1. re: planetjess

                                                                                                            There is a tremendous amount of data that supports veggo's post about size and health care costs to everyone in the company.

                                                                                                        2. re: planetjess

                                                                                                          sounds like a win-win to jfood.

                                                                                                          It helps extend their lives and increase the quality of life whilst keeping the cost of heath care down for everyone.

                                                                                                          1. re: jfood

                                                                                                            The chowhounds who might cavil at the effect of the butter, foie, pork belly, steak and sugar bans may eventually disagree with that win-win calculation. Looking forward to the day when we can all join hands over our government-mandated lo-cal steamed vegetable platters and every chowhound thread is required to include nutritional information and disclaimers regarding the potential minimum and maximum sentence per black market cupcake...

                                                                                                            But no worries--when our non-smoking servers tell anyone over a size 6 or 32 waist that they can no longer be served anything labeled "unhealthy, disappointed diners can just reflect their dissatisfaction in their tips, right?

                                                                                                            1. re: planetjess

                                                                                                              Love the word "cavil"...thanks, will need to use in the future and jfood is being completely honest on that.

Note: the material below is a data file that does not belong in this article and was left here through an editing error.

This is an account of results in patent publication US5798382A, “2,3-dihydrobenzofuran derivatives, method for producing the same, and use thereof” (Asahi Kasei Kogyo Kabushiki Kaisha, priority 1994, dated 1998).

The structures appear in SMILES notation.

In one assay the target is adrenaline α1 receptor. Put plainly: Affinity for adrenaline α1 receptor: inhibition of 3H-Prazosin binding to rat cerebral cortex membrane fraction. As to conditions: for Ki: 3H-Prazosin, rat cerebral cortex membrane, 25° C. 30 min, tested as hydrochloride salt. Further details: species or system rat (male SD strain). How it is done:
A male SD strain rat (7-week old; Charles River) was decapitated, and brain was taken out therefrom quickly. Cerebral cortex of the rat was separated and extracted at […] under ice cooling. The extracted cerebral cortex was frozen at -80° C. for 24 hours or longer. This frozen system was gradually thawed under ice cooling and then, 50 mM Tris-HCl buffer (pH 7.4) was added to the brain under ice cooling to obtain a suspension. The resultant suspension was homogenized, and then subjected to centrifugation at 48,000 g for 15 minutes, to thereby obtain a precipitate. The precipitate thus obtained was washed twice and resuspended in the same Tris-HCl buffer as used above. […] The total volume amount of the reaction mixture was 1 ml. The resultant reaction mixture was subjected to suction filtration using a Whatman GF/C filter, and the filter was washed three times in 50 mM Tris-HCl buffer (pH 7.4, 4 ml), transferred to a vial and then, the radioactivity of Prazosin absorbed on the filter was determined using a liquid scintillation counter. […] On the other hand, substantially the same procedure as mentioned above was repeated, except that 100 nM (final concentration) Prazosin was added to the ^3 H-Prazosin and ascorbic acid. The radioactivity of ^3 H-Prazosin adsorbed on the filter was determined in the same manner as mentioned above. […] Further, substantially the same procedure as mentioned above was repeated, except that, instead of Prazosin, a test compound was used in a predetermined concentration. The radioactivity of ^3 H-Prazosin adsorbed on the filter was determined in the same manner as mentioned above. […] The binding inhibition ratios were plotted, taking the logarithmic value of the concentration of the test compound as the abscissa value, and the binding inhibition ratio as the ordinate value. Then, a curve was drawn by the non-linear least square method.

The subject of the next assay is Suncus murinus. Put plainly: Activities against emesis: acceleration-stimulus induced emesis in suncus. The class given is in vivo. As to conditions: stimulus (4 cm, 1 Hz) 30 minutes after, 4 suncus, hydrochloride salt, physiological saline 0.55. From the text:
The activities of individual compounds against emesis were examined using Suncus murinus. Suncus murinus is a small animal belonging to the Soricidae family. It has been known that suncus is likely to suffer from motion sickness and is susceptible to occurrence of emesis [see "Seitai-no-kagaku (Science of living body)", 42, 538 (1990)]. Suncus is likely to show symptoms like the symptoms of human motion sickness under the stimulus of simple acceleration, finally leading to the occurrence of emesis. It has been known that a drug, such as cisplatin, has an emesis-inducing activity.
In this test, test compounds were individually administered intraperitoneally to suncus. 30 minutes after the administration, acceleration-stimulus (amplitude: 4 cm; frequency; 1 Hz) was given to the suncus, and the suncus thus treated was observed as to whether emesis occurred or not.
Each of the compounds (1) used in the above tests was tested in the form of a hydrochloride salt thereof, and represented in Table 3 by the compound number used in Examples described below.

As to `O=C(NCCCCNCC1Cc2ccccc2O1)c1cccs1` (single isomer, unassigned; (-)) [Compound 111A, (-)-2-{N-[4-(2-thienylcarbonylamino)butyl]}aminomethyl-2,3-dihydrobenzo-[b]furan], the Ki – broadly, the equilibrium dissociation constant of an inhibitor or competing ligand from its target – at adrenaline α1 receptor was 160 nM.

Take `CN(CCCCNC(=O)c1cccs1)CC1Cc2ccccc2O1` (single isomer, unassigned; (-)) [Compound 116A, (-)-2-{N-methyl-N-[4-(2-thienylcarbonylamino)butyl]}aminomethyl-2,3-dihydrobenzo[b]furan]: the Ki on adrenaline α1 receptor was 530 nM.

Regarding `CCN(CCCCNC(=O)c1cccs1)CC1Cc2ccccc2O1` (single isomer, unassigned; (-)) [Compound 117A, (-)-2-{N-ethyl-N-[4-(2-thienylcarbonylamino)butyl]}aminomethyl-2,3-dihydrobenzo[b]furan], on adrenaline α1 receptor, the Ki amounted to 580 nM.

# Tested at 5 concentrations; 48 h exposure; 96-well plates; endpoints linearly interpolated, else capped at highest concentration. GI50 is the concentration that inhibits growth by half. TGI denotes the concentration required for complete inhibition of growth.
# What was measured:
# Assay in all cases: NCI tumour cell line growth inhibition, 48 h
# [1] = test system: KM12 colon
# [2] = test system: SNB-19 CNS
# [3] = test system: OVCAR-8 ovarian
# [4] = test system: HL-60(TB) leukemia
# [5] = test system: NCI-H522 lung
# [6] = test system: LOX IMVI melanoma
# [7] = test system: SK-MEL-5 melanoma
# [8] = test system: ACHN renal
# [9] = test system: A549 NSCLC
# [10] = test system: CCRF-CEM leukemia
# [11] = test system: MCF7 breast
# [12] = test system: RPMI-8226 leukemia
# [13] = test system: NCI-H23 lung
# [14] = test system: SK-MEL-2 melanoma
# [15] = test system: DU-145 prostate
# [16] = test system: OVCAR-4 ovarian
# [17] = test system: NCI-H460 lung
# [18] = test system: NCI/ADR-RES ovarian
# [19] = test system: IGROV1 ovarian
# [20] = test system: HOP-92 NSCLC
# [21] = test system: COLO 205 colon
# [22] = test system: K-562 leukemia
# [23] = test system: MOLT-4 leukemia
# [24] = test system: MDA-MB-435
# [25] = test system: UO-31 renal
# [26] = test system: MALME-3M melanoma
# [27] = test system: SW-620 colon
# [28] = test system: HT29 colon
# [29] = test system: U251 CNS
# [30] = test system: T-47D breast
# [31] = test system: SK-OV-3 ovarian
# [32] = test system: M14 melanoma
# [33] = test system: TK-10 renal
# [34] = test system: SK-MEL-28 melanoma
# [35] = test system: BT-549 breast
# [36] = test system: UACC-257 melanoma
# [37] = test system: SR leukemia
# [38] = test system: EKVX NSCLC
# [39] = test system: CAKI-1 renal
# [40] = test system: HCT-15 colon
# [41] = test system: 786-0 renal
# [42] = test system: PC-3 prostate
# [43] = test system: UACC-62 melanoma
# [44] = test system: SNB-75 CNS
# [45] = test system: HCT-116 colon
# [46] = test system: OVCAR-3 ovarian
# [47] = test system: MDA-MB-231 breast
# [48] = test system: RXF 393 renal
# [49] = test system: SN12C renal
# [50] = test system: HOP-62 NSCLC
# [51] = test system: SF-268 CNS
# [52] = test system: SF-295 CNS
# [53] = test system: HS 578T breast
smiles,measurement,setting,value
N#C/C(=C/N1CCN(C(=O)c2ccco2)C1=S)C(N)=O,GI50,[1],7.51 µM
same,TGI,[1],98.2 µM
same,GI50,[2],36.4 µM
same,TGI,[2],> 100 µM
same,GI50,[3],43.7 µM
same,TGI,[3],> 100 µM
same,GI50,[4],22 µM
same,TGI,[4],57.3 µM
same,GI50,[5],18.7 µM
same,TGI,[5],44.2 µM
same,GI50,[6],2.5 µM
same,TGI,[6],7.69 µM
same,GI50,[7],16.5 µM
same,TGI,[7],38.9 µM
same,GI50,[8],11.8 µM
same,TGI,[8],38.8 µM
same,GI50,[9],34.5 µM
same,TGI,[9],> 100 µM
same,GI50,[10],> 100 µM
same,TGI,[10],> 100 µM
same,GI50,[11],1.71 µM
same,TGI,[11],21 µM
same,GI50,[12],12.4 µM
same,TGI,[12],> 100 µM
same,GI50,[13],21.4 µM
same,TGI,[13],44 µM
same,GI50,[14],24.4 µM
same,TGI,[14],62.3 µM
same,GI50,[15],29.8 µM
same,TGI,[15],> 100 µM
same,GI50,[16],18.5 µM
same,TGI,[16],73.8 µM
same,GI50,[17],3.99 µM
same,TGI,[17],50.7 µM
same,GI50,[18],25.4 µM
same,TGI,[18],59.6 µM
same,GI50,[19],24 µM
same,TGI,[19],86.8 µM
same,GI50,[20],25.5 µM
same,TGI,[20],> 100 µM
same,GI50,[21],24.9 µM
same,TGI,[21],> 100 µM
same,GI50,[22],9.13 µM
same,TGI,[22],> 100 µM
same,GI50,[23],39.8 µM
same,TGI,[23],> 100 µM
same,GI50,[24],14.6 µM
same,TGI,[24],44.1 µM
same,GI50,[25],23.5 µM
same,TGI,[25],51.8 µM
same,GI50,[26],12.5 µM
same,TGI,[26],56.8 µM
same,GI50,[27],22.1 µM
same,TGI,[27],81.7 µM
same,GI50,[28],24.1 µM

Jfood appreciates your taking the arguments to an extreme as he does often in his professional life when he negotiates. But where did jfood mention bans on any of his favorite foods you mentioned. Moderation is the key.

                                                                                                              And to your point above "Funny thing about personal freedoms--when you're only interested in protecting your own, you're halfway to losing them" And it was the PETA-selfrighteousness contingent that fostered the ban of Foie Gras and the masses rallied and it was overturned.

                                                                                                              Noone is stopping people from smoking or eating a triple big Mac. But when their personal choices infringe on the customer's enjoyment then there is where the rub occurs. If the server's personal appearance (and use a very broad brush here) detracts from the eating experience then that is a problem. Whether any of the senses are disturbed, it is an unpleasant situation. And if that customer decides on a lower tip, jfood is not saying that is correct, but it sure sounds like an efficient market to him.

                                                                                                              And if jfood remembers wasn't there a person over the lastyear or so that sued either McD or BK for their health issues? Probably Alan Barnes has the data.

                                                                                                              1. re: jfood

                                                                                                                "Noone is stopping people from smoking or eating a triple big Mac. But when their personal choices infringe on the customer's enjoyment then there is where the rub occurs. If the server's personal appearance (and use a very broad brush here) detracts from the eating experience then that is a problem. "

                                                                                                                Exactly. I had a server who was eating while she worked and came out every time chewing food and talking w/ food in her mouth. There is much more to being a server than just taking an order and getting it out to the customers and those who do know it do better with tips. For those who take it to an exreme, I'm not advocating the servers never eat, even in the privacy of their own homes.

                                                                                                                1. re: jfood

                                                                                                                  sometimes I have to serve people who smell, or have eating habits so disgusting that it makes me want to throw up the dinner I have not had a chance to eat because I'm too busy catering to said pigs every whim...should I be allowed not to serve them??